The long-established procedure is to mark each error twice on a hard copy of a proof, once at the point where it occurs and once in the margin opposite where it occurs. The compositor uses the margin marks to find the errors, as a correction indicated only in the body of the text can easily go unnoticed. Stan­dard proofreading marks, the most common of which are listed in Table 22.1, should be used to indicate corrections. Normally, if you are to print out a hard copy and indicate corrections on it, the publisher provides a list of such marks along with the proof. Learning the main such marks can facilitate reviewing the proofs of your papers and aids in proofing typeset versions of other items you write.

Other options have been developing. Some journals, for example, ask authors to use tools in Adobe Acrobat to indicate corrections on PDF versions of the proof. Some have their own online proofreading systems for authors to use.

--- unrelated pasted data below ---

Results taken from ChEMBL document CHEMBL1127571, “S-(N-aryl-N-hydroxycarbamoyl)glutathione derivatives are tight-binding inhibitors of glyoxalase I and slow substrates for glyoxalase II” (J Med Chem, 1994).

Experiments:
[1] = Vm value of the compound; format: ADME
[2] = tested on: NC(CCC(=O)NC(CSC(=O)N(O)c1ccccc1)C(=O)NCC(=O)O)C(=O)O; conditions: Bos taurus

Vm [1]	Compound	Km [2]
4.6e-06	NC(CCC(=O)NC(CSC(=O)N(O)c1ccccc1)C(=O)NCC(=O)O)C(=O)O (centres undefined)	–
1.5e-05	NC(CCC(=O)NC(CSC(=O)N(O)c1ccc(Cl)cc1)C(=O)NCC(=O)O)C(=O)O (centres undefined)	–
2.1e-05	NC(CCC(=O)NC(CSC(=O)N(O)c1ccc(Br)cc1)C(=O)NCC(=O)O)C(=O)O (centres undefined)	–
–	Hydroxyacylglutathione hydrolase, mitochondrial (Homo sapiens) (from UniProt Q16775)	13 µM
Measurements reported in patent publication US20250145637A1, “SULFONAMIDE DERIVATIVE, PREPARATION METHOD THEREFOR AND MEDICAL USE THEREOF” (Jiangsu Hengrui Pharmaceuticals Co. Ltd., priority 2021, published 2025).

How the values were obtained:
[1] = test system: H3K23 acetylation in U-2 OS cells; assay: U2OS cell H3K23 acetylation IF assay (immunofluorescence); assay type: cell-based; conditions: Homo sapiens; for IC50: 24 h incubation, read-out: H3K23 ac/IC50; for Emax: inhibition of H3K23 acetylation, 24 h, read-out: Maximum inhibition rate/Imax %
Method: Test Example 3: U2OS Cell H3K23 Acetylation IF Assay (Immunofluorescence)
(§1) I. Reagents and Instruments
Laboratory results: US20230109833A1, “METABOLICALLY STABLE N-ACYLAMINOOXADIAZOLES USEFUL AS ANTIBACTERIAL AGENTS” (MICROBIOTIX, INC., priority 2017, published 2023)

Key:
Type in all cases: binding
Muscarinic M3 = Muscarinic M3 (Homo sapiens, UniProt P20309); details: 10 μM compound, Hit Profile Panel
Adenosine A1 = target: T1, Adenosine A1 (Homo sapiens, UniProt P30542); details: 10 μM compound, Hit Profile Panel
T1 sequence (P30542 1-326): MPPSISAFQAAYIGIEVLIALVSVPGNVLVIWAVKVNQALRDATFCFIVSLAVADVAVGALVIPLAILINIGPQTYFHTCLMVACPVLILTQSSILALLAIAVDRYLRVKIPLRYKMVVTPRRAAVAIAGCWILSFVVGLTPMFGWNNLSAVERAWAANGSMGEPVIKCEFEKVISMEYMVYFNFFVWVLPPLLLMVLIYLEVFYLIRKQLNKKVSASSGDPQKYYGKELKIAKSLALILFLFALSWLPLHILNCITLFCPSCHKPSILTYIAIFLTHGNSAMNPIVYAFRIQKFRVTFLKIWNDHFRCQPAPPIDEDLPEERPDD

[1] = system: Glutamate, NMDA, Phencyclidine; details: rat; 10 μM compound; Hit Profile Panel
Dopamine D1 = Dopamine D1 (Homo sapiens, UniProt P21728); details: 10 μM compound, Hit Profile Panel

Whatever approach is used, return the proofs quickly, by the deadline from the journal. Failure to do so disrupts the publication schedule of the journal and can result in delay or even withdrawal of your paper. If you think you might be unreachable when the proofs become available, inform the journal, so the timetable can be revised or the proofs can be sent to a coauthor or other colleague to review.


Early in this chapter, we stated that authors are sent proofs so that they can check the accuracy of the typesetting. Stated negatively, the proof stage is not the time for revision, rewriting, rephrasing, addition of more recent material, or any other significant change from the final edited manuscript. There are three good reasons why you should not make substantial changes in the proofs.

First, an ethical consideration: Since neither proofs nor changes in the proofs are seen by the editor unless the journal is a small one-person operation, it simply is not proper to make substantive changes. The paper approved by the editor, after peer review, is the one that should be printed, not some new ver­sion containing material not seen by the editor and the reviewers.

Second, it is not wise to disturb typeset material, unless it is really necessary, because new typographical errors may be introduced.